In Indonesia, Mergers and Acquisitions (M&A) are regulated under Law No. 40 of 2007 regarding Limited Liability Companies (“the Company Law”). The Company Law recognizes two types of mergers: 1) consolidation merger or amalgamation (peleburan), where two or more corporations merge to form a new corporation, to which the assets and liabilities of the consolidating companies are transferred in accordance with Article 1 par. 10 of the Company Law, and 2) integration merger (penggabungan), where two or more corporations merge, one corporation of which receives the assets and liabilities of the others, with the transferrors dissolving after the merger in accordance with Article 1 par.9. On the other hand, under article 1 par. 11, acquisition means a legal action conducted by a legal entity or an individual to acquire shares of a company which results in the transfer of control of the company.
The M&A is linked to being both a growth strategy and part of the fund formation in a favorable economic environment because all M&A negotiations require a number of commitments. It is crucial to recognize and understand every critical legal point in conducting acquisition deals. Therefore, this article is intended to provide consideration for bidding companies and target companies in M&A transactions.
Key M&A Considerations
Below are some of the top issues that should be considered as early as possible in the M&A process.
Mergers and Acquisitions are considered as one of the useful strategies for the growth and expansion of businesses. These strategies have widely been adopted in developed countries, yet are quite often practiced in developing countries like Indonesia. In M&A transactions, there are two things that should be considered, namely the value generated from acquisition activities and the parties that will benefit the most from these activities. M&A transactions are expected to create synergies so that the company’s value will increase.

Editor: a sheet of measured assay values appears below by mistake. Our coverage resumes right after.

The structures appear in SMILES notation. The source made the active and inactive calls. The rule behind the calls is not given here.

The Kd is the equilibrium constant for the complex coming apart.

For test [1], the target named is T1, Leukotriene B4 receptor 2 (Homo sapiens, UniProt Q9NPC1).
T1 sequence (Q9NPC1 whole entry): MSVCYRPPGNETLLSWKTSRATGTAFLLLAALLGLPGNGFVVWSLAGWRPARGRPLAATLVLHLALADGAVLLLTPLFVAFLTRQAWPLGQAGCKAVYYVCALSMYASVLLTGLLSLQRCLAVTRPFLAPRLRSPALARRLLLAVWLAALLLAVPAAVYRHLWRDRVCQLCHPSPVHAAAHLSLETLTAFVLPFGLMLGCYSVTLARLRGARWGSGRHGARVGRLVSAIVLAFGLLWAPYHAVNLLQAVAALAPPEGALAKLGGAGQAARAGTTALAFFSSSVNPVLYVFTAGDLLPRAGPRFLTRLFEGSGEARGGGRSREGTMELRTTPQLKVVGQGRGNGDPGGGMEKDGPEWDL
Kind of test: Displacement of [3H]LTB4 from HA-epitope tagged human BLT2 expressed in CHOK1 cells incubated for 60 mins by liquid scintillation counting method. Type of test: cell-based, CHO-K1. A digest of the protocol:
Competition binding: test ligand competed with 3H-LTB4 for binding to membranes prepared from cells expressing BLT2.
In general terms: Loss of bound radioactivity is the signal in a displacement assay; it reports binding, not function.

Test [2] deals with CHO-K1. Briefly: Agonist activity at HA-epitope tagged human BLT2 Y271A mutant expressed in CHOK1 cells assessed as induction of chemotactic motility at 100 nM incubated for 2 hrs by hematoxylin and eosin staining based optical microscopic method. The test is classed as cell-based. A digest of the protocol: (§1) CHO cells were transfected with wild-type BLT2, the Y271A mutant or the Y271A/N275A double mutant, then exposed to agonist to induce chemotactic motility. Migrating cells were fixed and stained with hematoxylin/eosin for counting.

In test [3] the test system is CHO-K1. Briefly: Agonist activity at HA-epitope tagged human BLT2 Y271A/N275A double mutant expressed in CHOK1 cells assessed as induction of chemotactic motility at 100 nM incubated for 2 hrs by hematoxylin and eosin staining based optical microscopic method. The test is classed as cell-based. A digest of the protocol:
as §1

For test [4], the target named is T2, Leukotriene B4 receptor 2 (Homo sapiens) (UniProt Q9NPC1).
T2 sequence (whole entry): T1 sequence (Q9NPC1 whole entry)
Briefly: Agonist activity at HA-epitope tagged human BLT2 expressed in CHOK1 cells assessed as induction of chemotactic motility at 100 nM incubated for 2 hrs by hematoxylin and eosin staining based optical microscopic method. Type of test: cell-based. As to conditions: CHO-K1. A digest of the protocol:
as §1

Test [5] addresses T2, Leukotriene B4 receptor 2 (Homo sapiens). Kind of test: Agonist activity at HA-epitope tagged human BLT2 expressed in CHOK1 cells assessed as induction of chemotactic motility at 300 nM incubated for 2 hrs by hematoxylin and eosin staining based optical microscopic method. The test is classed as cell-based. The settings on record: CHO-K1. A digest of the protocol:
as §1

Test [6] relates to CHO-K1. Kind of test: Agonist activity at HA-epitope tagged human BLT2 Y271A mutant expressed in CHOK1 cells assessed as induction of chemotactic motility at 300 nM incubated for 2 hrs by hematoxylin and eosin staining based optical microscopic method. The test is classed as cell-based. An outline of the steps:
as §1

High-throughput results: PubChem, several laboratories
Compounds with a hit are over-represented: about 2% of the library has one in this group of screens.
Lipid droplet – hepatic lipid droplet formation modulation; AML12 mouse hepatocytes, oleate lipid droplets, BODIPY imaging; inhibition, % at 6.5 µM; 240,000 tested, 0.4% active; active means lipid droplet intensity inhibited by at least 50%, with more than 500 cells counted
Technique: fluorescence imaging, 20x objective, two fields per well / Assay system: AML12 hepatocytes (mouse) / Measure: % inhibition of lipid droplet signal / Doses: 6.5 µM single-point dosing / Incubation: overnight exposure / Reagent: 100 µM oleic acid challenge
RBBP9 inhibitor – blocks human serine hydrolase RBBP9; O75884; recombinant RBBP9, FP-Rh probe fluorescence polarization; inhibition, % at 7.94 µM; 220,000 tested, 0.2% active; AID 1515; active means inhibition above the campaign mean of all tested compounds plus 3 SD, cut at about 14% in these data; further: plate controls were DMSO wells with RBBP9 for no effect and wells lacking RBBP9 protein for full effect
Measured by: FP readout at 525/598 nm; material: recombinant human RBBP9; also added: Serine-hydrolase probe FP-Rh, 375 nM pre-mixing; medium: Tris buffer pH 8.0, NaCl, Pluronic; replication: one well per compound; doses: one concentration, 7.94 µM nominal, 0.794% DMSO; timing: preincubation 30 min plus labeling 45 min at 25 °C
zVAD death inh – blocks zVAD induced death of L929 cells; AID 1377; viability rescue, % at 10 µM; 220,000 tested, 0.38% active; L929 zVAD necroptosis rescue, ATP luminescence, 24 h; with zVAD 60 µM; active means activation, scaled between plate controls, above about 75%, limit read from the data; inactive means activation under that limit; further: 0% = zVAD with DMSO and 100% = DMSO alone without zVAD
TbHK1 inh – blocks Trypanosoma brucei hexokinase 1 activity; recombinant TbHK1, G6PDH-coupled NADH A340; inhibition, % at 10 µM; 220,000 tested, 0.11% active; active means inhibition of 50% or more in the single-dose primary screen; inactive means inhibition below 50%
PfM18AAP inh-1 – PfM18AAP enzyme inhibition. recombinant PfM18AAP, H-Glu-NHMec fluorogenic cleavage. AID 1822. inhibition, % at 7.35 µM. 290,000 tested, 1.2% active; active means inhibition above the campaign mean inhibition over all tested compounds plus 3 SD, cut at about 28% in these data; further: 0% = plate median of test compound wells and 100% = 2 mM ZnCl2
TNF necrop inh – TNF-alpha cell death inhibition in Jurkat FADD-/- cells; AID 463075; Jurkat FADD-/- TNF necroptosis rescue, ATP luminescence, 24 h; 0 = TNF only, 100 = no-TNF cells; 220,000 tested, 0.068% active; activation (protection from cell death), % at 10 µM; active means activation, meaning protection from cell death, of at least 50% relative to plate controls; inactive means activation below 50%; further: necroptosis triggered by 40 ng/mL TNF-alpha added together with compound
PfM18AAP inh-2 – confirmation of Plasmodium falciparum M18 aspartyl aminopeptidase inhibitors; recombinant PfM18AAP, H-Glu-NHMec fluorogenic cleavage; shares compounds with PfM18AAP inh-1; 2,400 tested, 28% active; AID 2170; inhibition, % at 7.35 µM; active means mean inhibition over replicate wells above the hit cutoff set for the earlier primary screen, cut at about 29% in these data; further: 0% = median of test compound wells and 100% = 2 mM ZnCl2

Methods of payment
Both the bidding company and the target company must really consider time and cost. Choosing the right payment method can make M&A transactions successful. Referring to the Statement of Financial Accounting Standards No. 22 concerning Accounting for Business Combinations (“PSAK No. 22”), the acquisition of company assets or shares can be made with payments through cash, debt, and shares.
This cash payment is made when the company has sufficient cash. Cash payments generally come from sources of retained earnings (payments made by reducing your own capital), issuing new shares and selling them only to old shareholders.
In this case, the bidding company uses cash for transactions, but most of the cash comes from third-party loans (debt), which are commonly referred to as leveraged buyouts.
Payment through shares occurs when the acquirer’s shareholders surrender a number of their shares to the target company’s shareholders for the price purchased. Companies that make acquisitions with shares must obtain approval from the shareholders.
Before conducting a business merger or acquisition, it is important for a company to carry out due diligence to assess the feasibility of the target company. Due diligence consists of three types: Legal Due Diligence, Financial Due Diligence, and Tax Due Diligence.
Legal Due Diligence